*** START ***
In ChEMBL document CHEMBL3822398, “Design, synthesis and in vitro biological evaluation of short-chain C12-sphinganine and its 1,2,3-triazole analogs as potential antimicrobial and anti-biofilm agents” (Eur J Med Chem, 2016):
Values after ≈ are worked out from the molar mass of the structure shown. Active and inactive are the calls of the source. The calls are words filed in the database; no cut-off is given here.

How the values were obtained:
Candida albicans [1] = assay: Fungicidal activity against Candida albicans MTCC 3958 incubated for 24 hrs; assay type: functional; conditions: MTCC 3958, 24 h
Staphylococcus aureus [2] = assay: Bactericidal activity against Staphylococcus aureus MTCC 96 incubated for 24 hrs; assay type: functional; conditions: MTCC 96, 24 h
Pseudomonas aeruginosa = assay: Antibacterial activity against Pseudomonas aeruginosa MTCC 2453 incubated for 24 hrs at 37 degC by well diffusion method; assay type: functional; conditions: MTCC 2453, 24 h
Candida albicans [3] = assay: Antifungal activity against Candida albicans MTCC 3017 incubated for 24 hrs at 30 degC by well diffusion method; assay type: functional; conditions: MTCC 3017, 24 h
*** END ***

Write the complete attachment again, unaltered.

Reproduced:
In ChEMBL document CHEMBL3822398, “Design, synthesis and in vitro biological evaluation of short-chain C12-sphinganine and its 1,2,3-triazole analogs as potential antimicrobial and anti-biofilm agents” (Eur J Med Chem, 2016):
Values after ≈ are worked out from the molar mass of the structure shown. Active and inactive are the calls of the source. The calls are words filed in the database; no cut-off is given here.

How the values were obtained:
Candida albicans [1] = assay: Fungicidal activity against Candida albicans MTCC 3958 incubated for 24 hrs; assay type: functional; conditions: MTCC 3958, 24 h
Staphylococcus aureus [2] = assay: Bactericidal activity against Staphylococcus aureus MTCC 96 incubated for 24 hrs; assay type: functional; conditions: MTCC 96, 24 h
Pseudomonas aeruginosa = assay: Antibacterial activity against Pseudomonas aeruginosa MTCC 2453 incubated for 24 hrs at 37 degC by well diffusion method; assay type: functional; conditions: MTCC 2453, 24 h
Candida albicans [3] = assay: Antifungal activity against Candida albicans MTCC 3017 incubated for 24 hrs at 30 degC by well diffusion method; assay type: functional; conditions: MTCC 3017, 24 h